Why does a change in the Phillips Curve /
NAIRU matter?

It matters because of the possible consequences for the operation of government
macroeconomic policy.

Setting interest rates:

Reducing NAIRU will have implications for the setting of short term interest rates by the
Monetary Policy Committee.

If the MPC believes the labour market can operate with a lower rate of unemployment
without the economy risking a big rise in inflation, then the Bank of England may be
prepared to run their monetary policy with a lower rate of interest for longer.

This has knock-on effects for the growth of aggregate demand as lower interest rates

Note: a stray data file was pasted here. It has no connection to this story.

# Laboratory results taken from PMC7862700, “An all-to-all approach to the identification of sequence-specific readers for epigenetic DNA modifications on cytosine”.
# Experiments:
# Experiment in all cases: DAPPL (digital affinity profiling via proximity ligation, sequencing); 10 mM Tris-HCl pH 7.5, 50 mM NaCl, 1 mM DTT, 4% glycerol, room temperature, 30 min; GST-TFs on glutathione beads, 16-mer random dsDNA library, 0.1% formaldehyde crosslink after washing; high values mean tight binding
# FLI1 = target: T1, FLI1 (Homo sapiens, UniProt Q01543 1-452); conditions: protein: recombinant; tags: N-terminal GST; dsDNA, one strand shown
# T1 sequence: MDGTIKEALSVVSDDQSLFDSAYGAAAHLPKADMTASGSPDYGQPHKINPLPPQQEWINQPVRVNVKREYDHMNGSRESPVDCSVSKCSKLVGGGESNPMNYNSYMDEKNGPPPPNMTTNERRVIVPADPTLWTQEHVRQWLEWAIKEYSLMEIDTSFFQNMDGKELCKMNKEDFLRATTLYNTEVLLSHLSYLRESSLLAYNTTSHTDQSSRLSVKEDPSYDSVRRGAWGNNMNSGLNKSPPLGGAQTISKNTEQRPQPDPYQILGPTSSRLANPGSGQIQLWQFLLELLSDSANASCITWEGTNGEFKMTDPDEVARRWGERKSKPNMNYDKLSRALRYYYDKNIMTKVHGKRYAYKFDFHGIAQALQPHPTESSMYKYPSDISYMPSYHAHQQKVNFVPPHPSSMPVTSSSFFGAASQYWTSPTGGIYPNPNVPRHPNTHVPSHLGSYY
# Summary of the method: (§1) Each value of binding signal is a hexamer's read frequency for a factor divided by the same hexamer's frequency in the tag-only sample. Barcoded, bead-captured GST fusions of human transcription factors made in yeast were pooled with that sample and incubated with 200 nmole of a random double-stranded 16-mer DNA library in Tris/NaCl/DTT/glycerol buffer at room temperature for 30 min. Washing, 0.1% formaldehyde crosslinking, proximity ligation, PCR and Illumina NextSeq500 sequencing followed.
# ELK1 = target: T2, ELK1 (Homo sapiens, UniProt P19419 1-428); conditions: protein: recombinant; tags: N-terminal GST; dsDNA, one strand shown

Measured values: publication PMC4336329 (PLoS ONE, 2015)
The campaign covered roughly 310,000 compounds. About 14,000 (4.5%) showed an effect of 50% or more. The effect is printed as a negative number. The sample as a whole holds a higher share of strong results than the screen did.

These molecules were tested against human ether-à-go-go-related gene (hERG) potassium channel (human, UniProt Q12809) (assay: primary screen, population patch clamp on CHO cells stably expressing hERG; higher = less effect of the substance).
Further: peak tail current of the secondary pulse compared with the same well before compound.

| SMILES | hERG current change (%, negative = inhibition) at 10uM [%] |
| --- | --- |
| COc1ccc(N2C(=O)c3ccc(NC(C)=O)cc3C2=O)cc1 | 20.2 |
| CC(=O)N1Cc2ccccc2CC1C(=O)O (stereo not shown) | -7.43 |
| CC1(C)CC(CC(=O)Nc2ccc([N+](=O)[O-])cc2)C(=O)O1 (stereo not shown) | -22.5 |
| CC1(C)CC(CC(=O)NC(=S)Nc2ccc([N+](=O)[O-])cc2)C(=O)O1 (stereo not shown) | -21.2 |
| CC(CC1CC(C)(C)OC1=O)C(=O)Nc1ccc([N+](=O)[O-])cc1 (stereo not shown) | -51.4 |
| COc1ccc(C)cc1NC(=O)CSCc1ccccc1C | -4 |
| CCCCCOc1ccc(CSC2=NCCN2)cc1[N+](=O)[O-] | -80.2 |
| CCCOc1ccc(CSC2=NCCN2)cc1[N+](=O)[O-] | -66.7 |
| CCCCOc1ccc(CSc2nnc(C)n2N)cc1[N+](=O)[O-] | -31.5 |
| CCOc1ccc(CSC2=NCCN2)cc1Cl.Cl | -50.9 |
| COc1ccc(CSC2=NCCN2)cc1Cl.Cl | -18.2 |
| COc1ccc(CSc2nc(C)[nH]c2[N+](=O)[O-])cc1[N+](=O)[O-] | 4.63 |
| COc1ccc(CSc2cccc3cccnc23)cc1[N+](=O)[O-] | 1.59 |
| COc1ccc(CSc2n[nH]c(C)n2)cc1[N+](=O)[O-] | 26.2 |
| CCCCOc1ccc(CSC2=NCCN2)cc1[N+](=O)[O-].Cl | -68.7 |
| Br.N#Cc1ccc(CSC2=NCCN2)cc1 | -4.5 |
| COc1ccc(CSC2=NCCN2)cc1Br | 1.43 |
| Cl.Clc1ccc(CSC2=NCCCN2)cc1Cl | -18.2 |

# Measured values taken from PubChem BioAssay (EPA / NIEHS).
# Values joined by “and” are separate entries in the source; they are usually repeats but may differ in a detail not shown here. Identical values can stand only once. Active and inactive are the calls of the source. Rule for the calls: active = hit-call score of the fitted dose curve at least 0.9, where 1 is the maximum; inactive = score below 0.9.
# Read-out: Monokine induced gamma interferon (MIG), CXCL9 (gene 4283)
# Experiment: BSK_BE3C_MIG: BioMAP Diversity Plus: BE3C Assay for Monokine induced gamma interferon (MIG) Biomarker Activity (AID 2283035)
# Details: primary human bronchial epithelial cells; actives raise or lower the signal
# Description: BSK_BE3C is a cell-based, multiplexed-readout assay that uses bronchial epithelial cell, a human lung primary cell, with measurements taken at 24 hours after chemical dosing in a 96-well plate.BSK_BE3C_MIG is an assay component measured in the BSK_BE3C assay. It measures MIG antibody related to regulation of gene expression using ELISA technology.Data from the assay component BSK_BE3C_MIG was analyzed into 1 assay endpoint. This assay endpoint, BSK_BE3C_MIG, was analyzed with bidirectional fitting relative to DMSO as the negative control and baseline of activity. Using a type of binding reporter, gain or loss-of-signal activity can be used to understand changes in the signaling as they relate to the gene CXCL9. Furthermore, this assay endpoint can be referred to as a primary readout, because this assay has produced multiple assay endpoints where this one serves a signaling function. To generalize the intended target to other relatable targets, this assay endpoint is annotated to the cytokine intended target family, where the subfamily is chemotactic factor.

work their way through the transmission mechanism.

Forecasts for economic growth:

The trade-off between unemployment and inflation affects forecasts for how fast the
economy can comfortably grow over the medium term.

This information is a vital for the government when it is deciding on its key fiscal policy
decisions. For example how much they can afford to spend on the major public services
education, health, transport and defence.

Forecast growth affects their expected tax revenues which together with government
spending plans then determine how much the government may have to borrow (the
budget deficit).